For the last two years farmers across Canada have faced destructive drops in farm income. Realized net income in Canada fell by 21% in 1998 and is predicted to fall by another 15% in 1999. That brings the figure down for Saskatchewan in terms of realized net income to a negative $48 million for 1999. Farmers will be losing massive amounts of money in Saskatchewan.

Saskatchewan farmers are so desperate that they are actually involved right now in a tax revolt involving the education taxes on their properties. We are finding that these farmers are being pushed into doing anything they can do to reduce the cost of government in particular and other costs that are helping to drive them out of business.

I will use the gross figures for Manitoba. We talk about a realized net farm income drop in Manitoba to $64 million according to Statistics Canada figures. These figures are not something I made up myself. They are right from Statistics Canada. That drop to $64 million is $100 million below the $164 million earned by Manitoba farmers in 1998 and well below the five year average of $231 million.

The program the government brought forward to address the income crisis was AIDA, the agricultural income disaster assistance program. The government had the understanding or misunderstanding, really, that the situation with regard to farm incomes was simply a one year drop in income in 1998 but that the drastic drop may happen in 1999 also.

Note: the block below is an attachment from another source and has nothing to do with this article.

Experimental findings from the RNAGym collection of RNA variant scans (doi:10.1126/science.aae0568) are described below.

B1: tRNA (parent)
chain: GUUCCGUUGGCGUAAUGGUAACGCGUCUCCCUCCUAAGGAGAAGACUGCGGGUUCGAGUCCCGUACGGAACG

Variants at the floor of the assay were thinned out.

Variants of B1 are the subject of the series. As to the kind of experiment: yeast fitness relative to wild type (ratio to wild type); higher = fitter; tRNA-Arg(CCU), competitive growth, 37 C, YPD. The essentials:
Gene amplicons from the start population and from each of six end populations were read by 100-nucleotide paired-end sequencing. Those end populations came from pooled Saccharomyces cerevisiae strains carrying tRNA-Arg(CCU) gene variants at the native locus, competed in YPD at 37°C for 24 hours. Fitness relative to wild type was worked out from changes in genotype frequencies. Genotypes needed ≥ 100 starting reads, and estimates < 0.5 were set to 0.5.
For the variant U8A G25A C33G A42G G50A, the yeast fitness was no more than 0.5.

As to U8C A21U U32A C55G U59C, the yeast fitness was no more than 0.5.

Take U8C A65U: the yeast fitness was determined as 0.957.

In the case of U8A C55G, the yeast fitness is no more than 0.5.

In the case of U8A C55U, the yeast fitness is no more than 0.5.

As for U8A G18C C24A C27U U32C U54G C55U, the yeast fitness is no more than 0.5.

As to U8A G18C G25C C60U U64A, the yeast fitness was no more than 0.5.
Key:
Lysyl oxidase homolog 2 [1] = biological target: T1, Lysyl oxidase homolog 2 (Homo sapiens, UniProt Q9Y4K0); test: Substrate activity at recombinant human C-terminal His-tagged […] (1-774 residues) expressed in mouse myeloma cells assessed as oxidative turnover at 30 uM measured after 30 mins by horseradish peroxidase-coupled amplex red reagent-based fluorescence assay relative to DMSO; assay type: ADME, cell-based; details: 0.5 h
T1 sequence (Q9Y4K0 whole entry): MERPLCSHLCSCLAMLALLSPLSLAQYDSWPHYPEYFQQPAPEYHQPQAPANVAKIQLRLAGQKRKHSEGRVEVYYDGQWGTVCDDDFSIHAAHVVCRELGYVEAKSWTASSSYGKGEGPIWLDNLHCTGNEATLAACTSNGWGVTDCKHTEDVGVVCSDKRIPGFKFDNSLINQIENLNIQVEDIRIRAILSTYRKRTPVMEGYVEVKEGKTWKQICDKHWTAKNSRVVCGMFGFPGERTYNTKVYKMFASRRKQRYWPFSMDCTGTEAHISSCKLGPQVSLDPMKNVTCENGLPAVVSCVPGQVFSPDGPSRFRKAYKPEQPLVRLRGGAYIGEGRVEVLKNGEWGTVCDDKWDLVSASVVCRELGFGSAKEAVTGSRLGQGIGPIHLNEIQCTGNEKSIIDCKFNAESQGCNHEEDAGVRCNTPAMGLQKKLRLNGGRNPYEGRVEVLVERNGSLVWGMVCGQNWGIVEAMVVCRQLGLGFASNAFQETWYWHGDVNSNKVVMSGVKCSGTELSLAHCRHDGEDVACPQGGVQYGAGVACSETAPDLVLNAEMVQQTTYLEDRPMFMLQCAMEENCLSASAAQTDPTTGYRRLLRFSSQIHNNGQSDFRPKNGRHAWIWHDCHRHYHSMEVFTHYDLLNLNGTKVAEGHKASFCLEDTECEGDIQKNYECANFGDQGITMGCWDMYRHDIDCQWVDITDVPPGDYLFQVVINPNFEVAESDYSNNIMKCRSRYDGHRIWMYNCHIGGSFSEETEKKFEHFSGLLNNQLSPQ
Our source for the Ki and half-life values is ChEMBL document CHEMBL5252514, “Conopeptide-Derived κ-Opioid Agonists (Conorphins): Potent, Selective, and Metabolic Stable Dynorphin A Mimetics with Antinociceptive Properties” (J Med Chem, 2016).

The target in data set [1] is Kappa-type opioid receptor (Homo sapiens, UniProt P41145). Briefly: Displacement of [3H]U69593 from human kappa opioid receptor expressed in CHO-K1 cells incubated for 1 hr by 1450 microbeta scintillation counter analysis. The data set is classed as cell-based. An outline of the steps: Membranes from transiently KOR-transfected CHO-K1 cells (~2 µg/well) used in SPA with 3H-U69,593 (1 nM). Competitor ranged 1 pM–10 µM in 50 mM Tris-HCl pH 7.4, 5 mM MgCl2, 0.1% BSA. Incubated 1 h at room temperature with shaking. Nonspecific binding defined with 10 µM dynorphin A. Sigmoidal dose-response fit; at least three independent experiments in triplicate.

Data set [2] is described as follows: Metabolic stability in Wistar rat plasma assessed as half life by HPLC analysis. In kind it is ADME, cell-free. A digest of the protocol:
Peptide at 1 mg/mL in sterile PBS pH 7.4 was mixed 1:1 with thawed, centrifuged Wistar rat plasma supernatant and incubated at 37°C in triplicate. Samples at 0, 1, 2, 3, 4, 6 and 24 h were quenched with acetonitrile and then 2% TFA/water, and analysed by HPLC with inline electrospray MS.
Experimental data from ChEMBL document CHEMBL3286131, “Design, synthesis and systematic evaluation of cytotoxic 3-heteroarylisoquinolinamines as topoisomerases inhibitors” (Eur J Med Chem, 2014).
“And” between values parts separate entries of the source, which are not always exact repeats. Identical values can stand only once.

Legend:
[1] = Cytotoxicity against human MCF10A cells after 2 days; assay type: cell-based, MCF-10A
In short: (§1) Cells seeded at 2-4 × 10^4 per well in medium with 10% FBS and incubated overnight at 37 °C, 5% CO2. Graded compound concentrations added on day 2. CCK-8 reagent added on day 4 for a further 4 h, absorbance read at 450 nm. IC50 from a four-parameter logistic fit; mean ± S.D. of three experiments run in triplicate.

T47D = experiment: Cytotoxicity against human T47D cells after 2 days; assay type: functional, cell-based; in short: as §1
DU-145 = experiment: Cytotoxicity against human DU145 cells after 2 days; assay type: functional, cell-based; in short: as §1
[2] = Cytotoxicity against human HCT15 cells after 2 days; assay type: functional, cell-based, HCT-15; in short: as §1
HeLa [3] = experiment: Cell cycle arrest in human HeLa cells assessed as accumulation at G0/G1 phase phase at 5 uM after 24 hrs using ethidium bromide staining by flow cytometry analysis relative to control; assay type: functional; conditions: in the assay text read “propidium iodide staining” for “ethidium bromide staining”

The government took the program that came to it from the safety net advisory committee, which involves a lot of farmers' groups, et cetera. The government changed that recommendation around to make the program fit the budget the minister thought he could get for it, instead of making the program fit the crisis and address the problem. That is exactly why AIDA has not worked.

I will just give a couple of examples of farmers who were applying for AIDA and receiving nothing. One story is that in May of this year two brothers who are farmers in Manitoba applied. Their application is still sitting in the review area of AIDA. The way the farm is set up, they expect to get approximately $70,000 back from AIDA. They have received nothing and they are on the verge of going bankrupt.

Over past months, certainly since last fall in particular and in fact right from 1993, the Reform Party has made many suggestions to the government on how it can increase the income of farmers. That is the subject of a minority report of the Standing Committee on Agriculture. It involved matters such as reducing the cost of government, reducing user fees and making the Canadian Wheat Board a voluntary board.